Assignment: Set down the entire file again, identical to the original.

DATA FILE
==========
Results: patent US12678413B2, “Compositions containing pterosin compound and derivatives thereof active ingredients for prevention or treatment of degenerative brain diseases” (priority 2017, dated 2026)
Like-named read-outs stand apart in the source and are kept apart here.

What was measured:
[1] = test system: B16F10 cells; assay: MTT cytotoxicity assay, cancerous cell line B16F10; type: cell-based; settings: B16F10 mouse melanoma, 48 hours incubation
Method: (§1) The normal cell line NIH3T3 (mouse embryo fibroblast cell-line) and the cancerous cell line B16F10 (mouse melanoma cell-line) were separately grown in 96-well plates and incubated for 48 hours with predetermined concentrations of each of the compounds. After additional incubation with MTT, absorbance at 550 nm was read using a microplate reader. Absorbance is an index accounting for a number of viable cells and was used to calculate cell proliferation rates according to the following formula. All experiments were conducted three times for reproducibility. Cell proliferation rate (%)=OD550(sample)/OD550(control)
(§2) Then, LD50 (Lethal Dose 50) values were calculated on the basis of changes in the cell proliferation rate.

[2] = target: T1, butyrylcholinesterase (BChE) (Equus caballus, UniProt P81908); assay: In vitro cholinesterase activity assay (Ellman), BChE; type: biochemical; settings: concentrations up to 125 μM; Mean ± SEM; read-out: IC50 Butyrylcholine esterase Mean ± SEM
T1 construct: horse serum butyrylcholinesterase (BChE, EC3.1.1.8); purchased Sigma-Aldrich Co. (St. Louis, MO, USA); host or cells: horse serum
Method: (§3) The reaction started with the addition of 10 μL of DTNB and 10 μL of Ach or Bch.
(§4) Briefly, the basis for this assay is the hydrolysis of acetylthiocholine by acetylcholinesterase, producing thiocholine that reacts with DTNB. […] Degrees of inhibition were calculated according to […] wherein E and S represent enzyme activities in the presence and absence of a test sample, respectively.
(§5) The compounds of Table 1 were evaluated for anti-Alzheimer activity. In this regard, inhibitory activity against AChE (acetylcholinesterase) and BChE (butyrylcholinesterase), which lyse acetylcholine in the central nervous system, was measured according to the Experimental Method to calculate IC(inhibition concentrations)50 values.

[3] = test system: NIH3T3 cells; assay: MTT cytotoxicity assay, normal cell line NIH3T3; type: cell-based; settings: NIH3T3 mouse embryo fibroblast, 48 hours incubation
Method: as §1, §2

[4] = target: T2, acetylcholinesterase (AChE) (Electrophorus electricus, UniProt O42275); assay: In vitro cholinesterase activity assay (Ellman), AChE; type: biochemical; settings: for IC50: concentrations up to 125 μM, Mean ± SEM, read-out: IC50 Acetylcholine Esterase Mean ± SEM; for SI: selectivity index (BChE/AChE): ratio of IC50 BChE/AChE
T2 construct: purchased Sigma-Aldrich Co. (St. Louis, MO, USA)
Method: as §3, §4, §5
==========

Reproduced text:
Results: patent US12678413B2, “Compositions containing pterosin compound and derivatives thereof active ingredients for prevention or treatment of degenerative brain diseases” (priority 2017, dated 2026)
Like-named read-outs stand apart in the source and are kept apart here.

What was measured:
[1] = test system: B16F10 cells; assay: MTT cytotoxicity assay, cancerous cell line B16F10; type: cell-based; settings: B16F10 mouse melanoma, 48 hours incubation
Method: (§1) The normal cell line NIH3T3 (mouse embryo fibroblast cell-line) and the cancerous cell line B16F10 (mouse melanoma cell-line) were separately grown in 96-well plates and incubated for 48 hours with predetermined concentrations of each of the compounds. After additional incubation with MTT, absorbance at 550 nm was read using a microplate reader. Absorbance is an index accounting for a number of viable cells and was used to calculate cell proliferation rates according to the following formula. All experiments were conducted three times for reproducibility. Cell proliferation rate (%)=OD550(sample)/OD550(control)
(§2) Then, LD50 (Lethal Dose 50) values were calculated on the basis of changes in the cell proliferation rate.

[2] = target: T1, butyrylcholinesterase (BChE) (Equus caballus, UniProt P81908); assay: In vitro cholinesterase activity assay (Ellman), BChE; type: biochemical; settings: concentrations up to 125 μM; Mean ± SEM; read-out: IC50 Butyrylcholine esterase Mean ± SEM
T1 construct: horse serum butyrylcholinesterase (BChE, EC3.1.1.8); purchased Sigma-Aldrich Co. (St. Louis, MO, USA); host or cells: horse serum
Method: (§3) The reaction started with the addition of 10 μL of DTNB and 10 μL of Ach or Bch.
(§4) Briefly, the basis for this assay is the hydrolysis of acetylthiocholine by acetylcholinesterase, producing thiocholine that reacts with DTNB. […] Degrees of inhibition were calculated according to […] wherein E and S represent enzyme activities in the presence and absence of a test sample, respectively.
(§5) The compounds of Table 1 were evaluated for anti-Alzheimer activity. In this regard, inhibitory activity against AChE (acetylcholinesterase) and BChE (butyrylcholinesterase), which lyse acetylcholine in the central nervous system, was measured according to the Experimental Method to calculate IC(inhibition concentrations)50 values.

[3] = test system: NIH3T3 cells; assay: MTT cytotoxicity assay, normal cell line NIH3T3; type: cell-based; settings: NIH3T3 mouse embryo fibroblast, 48 hours incubation
Method: as §1, §2

[4] = target: T2, acetylcholinesterase (AChE) (Electrophorus electricus, UniProt O42275); assay: In vitro cholinesterase activity assay (Ellman), AChE; type: biochemical; settings: for IC50: concentrations up to 125 μM, Mean ± SEM, read-out: IC50 Acetylcholine Esterase Mean ± SEM; for SI: selectivity index (BChE/AChE): ratio of IC50 BChE/AChE
T2 construct: purchased Sigma-Aldrich Co. (St. Louis, MO, USA)
Method: as §3, §4, §5